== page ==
A colleague rang to check on me recently, saying she’d been worried about my health when we met earlier in the day. I told her I was fine, but in all honesty, I was totally wiped out.
It was school holidays and despite having spent most of the weekend in bed with a virus, I’d woken up that morning knowing that I needed to be up and about and raring to go.
To top things off, my two-year-old daughter had another chest infection coming on – her second within three weeks!
So, as you sometimes do, I’d started that day by raiding the medicine cupboard for myself, and taking my daughter to the doctor. Then I got on with the many tasks on my to do list.
It took my colleague’s kind phone call to make me acknowledge that although I wasn’t actually feeling the best, I was soldiering on because I had a solid week booked with both family and business commitments.
As the evening wore on and I tried to concentrate on some work I needed to complete, I began to realise that the following day may in fact need to be a day of rest. But it was a day that I was very much looking forward to!
I’d spent most of the previous month re-designing my webinar program, and the first of my new and improved webinars was scheduled for the next day. I didn’t want to let anyone down.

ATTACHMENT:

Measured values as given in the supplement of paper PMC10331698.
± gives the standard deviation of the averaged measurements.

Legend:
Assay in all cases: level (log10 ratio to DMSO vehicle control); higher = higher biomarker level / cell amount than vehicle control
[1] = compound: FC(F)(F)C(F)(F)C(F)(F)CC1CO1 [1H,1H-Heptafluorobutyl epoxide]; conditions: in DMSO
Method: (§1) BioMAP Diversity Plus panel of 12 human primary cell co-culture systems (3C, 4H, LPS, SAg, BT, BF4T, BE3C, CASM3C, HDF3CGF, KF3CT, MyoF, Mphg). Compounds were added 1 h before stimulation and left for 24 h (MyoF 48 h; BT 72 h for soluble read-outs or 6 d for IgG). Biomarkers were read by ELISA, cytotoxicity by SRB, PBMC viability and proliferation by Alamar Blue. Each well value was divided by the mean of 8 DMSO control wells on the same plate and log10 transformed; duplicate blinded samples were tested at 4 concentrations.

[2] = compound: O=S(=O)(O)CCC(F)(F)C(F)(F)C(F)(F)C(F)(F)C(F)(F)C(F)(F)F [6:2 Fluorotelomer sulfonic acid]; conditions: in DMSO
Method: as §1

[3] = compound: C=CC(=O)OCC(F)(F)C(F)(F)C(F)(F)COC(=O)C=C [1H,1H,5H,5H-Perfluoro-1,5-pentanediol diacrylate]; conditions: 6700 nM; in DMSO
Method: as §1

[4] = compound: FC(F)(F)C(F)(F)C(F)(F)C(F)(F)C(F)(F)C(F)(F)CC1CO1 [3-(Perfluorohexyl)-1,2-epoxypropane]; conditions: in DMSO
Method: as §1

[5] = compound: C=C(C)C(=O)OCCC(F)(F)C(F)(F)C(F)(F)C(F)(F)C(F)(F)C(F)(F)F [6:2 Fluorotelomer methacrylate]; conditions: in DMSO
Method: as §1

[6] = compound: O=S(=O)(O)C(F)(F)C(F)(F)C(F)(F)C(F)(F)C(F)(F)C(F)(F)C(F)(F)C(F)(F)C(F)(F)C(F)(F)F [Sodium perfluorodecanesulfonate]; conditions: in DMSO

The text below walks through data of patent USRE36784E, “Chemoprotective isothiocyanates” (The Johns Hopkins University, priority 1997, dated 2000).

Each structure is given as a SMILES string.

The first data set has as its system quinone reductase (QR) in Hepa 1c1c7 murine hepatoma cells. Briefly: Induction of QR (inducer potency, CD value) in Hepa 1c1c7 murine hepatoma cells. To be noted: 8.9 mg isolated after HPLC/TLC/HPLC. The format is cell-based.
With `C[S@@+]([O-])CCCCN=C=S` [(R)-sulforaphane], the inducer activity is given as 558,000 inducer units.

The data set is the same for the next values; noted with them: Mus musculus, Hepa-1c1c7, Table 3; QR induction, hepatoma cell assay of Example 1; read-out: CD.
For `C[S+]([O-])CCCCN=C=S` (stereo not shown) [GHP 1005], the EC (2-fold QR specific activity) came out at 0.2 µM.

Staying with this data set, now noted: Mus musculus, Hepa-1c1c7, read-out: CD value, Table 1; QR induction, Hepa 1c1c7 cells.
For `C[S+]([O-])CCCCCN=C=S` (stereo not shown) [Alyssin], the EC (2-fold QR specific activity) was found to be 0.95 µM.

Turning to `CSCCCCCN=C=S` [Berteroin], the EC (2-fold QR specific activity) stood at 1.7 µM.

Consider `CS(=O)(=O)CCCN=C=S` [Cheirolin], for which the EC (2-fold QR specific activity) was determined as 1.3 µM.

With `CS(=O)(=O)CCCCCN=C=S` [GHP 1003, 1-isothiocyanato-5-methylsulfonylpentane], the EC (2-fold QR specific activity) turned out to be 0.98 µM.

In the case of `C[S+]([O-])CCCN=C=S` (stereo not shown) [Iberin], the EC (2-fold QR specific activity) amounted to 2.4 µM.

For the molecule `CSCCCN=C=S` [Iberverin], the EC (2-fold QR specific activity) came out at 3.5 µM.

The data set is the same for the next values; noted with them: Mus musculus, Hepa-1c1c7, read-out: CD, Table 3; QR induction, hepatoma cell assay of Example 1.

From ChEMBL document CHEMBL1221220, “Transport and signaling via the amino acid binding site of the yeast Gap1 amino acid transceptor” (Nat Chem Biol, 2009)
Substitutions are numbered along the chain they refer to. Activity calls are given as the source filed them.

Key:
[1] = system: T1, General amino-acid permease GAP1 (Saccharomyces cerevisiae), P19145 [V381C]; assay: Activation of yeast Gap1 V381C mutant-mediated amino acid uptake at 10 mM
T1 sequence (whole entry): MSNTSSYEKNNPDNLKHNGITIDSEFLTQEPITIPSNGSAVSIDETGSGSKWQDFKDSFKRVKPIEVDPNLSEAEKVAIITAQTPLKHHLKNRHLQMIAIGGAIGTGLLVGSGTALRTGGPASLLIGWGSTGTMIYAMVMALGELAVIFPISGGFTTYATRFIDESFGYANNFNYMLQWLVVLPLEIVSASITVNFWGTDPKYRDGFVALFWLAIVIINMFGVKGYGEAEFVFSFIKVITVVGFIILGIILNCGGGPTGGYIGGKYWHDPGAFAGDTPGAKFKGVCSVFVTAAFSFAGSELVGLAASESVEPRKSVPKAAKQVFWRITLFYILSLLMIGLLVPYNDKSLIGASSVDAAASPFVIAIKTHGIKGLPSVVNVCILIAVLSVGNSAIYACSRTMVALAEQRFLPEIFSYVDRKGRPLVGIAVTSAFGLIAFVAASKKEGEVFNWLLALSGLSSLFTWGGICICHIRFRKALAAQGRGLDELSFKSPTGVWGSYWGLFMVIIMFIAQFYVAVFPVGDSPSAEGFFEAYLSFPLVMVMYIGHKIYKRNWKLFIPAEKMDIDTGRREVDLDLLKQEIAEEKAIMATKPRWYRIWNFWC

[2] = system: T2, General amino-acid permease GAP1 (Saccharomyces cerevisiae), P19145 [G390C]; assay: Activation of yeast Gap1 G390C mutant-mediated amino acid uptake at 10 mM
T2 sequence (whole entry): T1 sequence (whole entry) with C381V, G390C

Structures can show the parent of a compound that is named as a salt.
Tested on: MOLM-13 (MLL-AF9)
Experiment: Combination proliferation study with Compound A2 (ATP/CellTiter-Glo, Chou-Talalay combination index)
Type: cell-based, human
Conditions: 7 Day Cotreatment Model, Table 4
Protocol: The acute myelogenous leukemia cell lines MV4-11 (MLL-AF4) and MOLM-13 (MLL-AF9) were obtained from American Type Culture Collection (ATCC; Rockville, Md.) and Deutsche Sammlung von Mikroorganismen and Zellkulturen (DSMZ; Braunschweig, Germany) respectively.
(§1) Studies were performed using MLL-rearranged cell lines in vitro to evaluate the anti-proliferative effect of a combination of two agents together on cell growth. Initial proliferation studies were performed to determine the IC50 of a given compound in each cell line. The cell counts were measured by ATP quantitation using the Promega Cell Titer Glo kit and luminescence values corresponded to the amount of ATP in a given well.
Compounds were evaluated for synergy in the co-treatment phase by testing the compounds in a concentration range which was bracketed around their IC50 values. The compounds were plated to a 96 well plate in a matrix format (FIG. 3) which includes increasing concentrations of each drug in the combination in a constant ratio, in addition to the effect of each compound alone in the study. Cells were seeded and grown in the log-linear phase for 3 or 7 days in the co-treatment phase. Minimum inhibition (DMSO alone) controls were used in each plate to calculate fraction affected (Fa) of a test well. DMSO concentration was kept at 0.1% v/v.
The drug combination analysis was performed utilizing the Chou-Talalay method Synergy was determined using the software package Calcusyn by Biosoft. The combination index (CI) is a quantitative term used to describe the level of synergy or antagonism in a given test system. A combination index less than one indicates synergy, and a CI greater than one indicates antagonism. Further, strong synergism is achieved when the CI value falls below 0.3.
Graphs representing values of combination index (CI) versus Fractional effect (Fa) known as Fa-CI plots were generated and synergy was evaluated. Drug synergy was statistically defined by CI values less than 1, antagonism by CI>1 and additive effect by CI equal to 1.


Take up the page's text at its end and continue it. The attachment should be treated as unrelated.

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It took me most of the evening to come to the realisation that I needed to cancel the webinar and my other appointments for the day.
I’d been so caught up with making sure I didn’t let anyone down, that it took ages for me to acknowledge that I’d actually be letting myself and everyone else down if I attempted to hold my webinar when I felt sick.
Once I’d worked it out, I realised I had two options. I could beat myself up for cancelling and talk negatively to myself using phrases like “This is so unprofessional, what will my members think?”
Or, I could acknowledge that sometimes, life happens. I wasn’t feeling the best, my throat was sore and the level of concentration I needed for my members was not going to be there. I could use phrases like “I don’t need to put pressure on myself to be all things to all people” and prioritise taking care of myself and my family.
In the end I emailed all the webinar participants letting them know what was happening, and then made a conscious decision to accept that life does happen and it is okay.
I’m sharing this with you as a reminder that there are those times when it is okay to let go and say, “Life happens”. When it does, don’t go down the road of beating yourself up, be honest about what’s going on for you and know that those around you will support you, as the members of my community did.
How do you cope when life happens to you?